Year after year there were fewer and fewer measures that could contribute to, more significantly or in a longer term, solving of some of the most priority problems of BH citizens, such as unemployment, high level of poverty, unorganized and uneven social policy, high level of corruption, lack of foreign investment, slow movement of BH toward European and NATO integrations, as well as inadequate position of the young people in BiH.  There were the least such measures in 2011, and when we were able to recognize them, only 10 or 0.9% in comparison to the total 1092 implemented measures (The Law on BH Customs Tariff, the Law on System of State Aid in BiH, the Decision on Founding the Forum for Development and Promotion of Entrepreneurship in Bosnia and Herzegovina, etc.)

For everything that the Council of Ministers did during the period 2007 – 2011, or rather for a lot more that they could have done, the members of this institution received 2.900.000 KM given to them by BH citizens (only for net salaries, allowances, allowances for separated life and meals). During all that time they did not refrain from unscrupulously enjoying all the other benefits brought by their offices, such as countless trips and per diems, use of official cars, dining at the expense of citizens etc. 

At the end we should end that 480 days after holding of the last general elections, the new BiH Council of Ministers was finally formed in Bosnia and Herzegovina. The eleventh composition of BH Council of Ministers was ratified on 10 February 2012.   We should also add that the former Council of Ministers, having worked for one year without the adopted work plan in 2011, for the first time after 5 years created the Work Program of this Institution for 2012 on time.  It sounds almost like a paradox that the same people who had worked one year without a plan, for the first time prepared the annual work plan on time, for their actual successors in ministers' chairs in the Council of Ministers.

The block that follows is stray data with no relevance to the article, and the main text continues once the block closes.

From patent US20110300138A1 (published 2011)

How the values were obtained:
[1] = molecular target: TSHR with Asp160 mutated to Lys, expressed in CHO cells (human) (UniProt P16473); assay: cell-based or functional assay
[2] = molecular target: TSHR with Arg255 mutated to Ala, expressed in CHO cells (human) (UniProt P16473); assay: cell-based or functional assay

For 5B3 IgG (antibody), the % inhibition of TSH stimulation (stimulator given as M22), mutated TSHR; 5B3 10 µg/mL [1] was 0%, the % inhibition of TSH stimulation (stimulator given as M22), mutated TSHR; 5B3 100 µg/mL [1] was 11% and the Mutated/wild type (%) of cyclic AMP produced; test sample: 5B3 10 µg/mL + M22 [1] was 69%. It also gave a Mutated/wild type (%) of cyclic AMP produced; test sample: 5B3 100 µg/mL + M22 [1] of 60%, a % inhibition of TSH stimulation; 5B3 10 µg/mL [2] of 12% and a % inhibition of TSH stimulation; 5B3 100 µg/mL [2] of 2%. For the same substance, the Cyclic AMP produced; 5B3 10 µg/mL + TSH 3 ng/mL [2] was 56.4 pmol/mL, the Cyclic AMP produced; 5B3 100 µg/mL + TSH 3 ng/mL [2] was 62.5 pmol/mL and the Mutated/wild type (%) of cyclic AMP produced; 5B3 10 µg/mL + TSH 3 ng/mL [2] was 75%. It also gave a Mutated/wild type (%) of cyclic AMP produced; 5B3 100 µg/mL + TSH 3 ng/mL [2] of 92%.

In the year 2011, ending with 31st regular session of the current composition of the Government of BH Federation, that was held on 29 December 2011, a total of 54 sessions of BH Federation Government were held, of which 43 sessions of the current – fifth composition, and 11 sessions of the previous composition of the Federal Government.

The members of both the previous and the current BH Federation Government spent on the whole a little more than 27 eight-hour working days in session.  More precisely, they spent 219 hours and 05 minutes in the conference halls in Sarajevo and Mostar, which totals to a little more than 4 hours per session, on the average.

The BH Federation Government stated its positive opinion regarding 1741 different measures during one year, of which 3.9% were laws.  In the months of May, July and December 2011, the current Government discussed more than 200 measures, and the maximum number of measures discussed was in December – 259 measures.

Let's remind ourselves that since 2006, in four years of the mandate, looking by months, the previous Federal Government discussed more than 200 measures on two occasions alone – 221 measures in July 2009 and 246 measures in December 2010.